'sector': Sector(),
},
# combined_alpha will be NaN for all stocks not in our universe,
# but we also want to make sure that we have a sector code for everything
screen=combined_alpha.notnull() & Sector().notnull(),
)
algo.attach_pipeline(pipe, 'pipe')

# Schedule a function, 'do_portfolio_construction', to run once a week
# ten minutes after market open.
algo.schedule_function(
do_portfolio_construction,
date_rule=algo.date_rules.week_start(),
half_days=False,
)

# Call pipeline_output in before_trading_start so that pipeline
# computations happen in the 5 minute timeout of BTS instead of the 1
# minute timeout of handle_data/scheduled functions.
context.pipeline_data = algo.pipeline_output('pipe')

# Portfolio Construction
# ----------------------
def do_portfolio_construction(context, data):
pipeline_data = context.pipeline_data
todays_universe = pipeline_data.index

# Objective
# ---------
# For our objective, we simply use our naive ranks as an alpha coefficient
# and try to maximize that alpha.
#
# This is a **very** naive model. Since our alphas are so widely spread out,
# we should expect to always allocate the maximum amount of long/short
# capital to assets with high/low ranks.
#
# A more sophisticated model would apply some re-scaling here to try to generate
# more meaningful predictions of future returns.
objective = opt.MaximizeAlpha(pipeline_data.alpha)

# Constraints
# -----------
# Constrain our gross leverage to 1.0 or less. This means that the absolute
# value of our long and short positions should not exceed the value of our
# portfolio.
constrain_gross_leverage = opt.MaxGrossLeverage(MAX_GROSS_LEVERAGE)

# Constrain individual position size to no more than a fixed percentage
# of our portfolio. Because our alphas are so widely distributed, we
# should expect to end up hitting this max for every stock in our universe.
constrain_pos_size = opt.PositionConcentration.with_equal_bounds(
-MAX_SHORT_POSITION_SIZE,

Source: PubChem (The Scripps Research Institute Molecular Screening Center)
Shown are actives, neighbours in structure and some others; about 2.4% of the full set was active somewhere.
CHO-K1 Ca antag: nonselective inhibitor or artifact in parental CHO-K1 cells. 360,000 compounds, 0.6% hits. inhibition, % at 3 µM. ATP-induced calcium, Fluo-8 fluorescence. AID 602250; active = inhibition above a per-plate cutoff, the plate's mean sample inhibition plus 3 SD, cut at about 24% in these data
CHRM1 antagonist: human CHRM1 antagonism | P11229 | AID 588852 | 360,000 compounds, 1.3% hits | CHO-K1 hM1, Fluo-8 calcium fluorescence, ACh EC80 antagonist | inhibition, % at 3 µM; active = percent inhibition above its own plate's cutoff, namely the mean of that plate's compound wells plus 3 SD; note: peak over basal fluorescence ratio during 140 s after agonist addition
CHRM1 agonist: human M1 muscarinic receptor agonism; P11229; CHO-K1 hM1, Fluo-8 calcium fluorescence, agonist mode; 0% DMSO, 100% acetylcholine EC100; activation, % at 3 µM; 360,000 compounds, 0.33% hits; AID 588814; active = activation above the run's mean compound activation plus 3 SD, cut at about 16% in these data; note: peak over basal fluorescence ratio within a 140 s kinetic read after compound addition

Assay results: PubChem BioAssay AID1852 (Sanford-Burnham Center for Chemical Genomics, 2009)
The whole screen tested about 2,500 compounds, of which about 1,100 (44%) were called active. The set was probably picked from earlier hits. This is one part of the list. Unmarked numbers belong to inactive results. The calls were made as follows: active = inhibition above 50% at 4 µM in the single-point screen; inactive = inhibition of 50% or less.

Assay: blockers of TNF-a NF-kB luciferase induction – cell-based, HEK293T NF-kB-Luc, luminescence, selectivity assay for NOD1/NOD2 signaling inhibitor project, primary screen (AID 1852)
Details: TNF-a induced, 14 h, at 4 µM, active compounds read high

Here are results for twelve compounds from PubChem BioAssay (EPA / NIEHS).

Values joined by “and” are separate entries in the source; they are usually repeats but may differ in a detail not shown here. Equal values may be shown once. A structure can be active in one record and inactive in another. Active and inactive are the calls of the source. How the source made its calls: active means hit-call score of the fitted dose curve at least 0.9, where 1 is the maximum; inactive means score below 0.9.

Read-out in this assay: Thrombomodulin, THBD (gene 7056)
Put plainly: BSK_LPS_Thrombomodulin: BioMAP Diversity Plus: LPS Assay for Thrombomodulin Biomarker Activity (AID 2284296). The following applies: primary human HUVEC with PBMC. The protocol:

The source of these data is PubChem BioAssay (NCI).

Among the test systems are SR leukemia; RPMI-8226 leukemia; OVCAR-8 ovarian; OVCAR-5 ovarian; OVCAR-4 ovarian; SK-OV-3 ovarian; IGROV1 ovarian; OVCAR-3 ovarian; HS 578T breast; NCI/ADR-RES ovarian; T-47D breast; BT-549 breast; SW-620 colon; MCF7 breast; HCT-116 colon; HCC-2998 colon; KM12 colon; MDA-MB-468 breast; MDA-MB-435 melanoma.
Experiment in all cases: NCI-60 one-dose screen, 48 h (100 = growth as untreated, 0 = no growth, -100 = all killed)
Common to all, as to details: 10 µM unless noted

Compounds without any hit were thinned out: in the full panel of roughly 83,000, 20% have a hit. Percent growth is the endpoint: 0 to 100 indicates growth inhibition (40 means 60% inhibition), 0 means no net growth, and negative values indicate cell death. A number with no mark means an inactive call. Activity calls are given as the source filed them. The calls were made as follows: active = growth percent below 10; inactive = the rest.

MAX_LONG_POSITION_SIZE,
)

# Constrain ourselves to allocate the same amount of capital to
# long and short positions.
market_neutral = opt.DollarNeutral()

# Constrain ourselve to have a net leverage of 0.0 in each sector.
sector_neutral = opt.NetPartitionExposure.with_equal_bounds(
labels=pipeline_data.sector,
min=-0.0001,
max=0.0001,
)

# Run the optimization. This will calculate new portfolio weights and
# manage moving our portfolio toward the target.
algo.order_optimal_portfolio(
objective=objective,
constraints=[
constrain_gross_leverage,
constrain_pos_size,
market_neutral,
sector_neutral,
],
universe=todays_universe,
)```

The result of the backtest: Total returns are actually a bit lower with the optimize API version, alpha and beta are the same, Sharpe is much higher for optimize, same with Sortino, Volatility is lower with optimize, and drawdown is also much less. Overall, I would have to say the decrease in volatility and drawdown is worth the slightly diminished returns, and we got that by just slapping in the Optimize API algorithm example. Lot's of possible room for improvement from here.

The next tutorial: • Intro and Getting Stock Price Data - Python Programming for Finance p.1

• Handling Data and Graphing - Python Programming for Finance p.2

• Basic stock data Manipulation - Python Programming for Finance p.3

• More stock manipulations - Python Programming for Finance p.4

• Automating getting the S&P 500 list - Python Programming for Finance p.5

• Getting all company pricing data in the S&P 500 - Python Programming for Finance p.6

• Combining all S&P 500 company prices into one DataFrame - Python Programming for Finance p.7

• Creating massive S&P 500 company correlation table for Relationships - Python Programming for Finance p.8

• Preprocessing data to prepare for Machine Learning with stock data - Python Programming for Finance p.9

• Creating targets for machine learning labels - Python Programming for Finance p.10 and 11

• Machine learning against S&P 500 company prices - Python Programming for Finance p.12

• Testing trading strategies with Quantopian Introduction - Python Programming for Finance p.13

• Placing a trade order with Quantopian - Python Programming for Finance p.14

• Scheduling a function on Quantopian - Python Programming for Finance p.15

• Quantopian Research Introduction - Python Programming for Finance p.16

• Quantopian Pipeline - Python Programming for Finance p.17

• Alphalens on Quantopian - Python Programming for Finance p.18

• Back testing our Alpha Factor on Quantopian - Python Programming for Finance p.19

• Analyzing Quantopian strategy back test results with Pyfolio - Python Programming for Finance p.20

• Strategizing - Python Programming for Finance p.21

• Finding more Alpha Factors - Python Programming for Finance p.22

• Combining Alpha Factors - Python Programming for Finance p.23

• Portfolio Optimization - Python Programming for Finance p.24
• Zipline Local Installation for backtesting - Python Programming for Finance p.25

• Zipline backtest visualization - Python Programming for Finance p.26

• Custom Data with Zipline Local - Python Programming for Finance p.27

• Custom Markets Trading Calendar with Zipline (Bitcoin/cryptocurrency example) - Python Programming for Finance p.28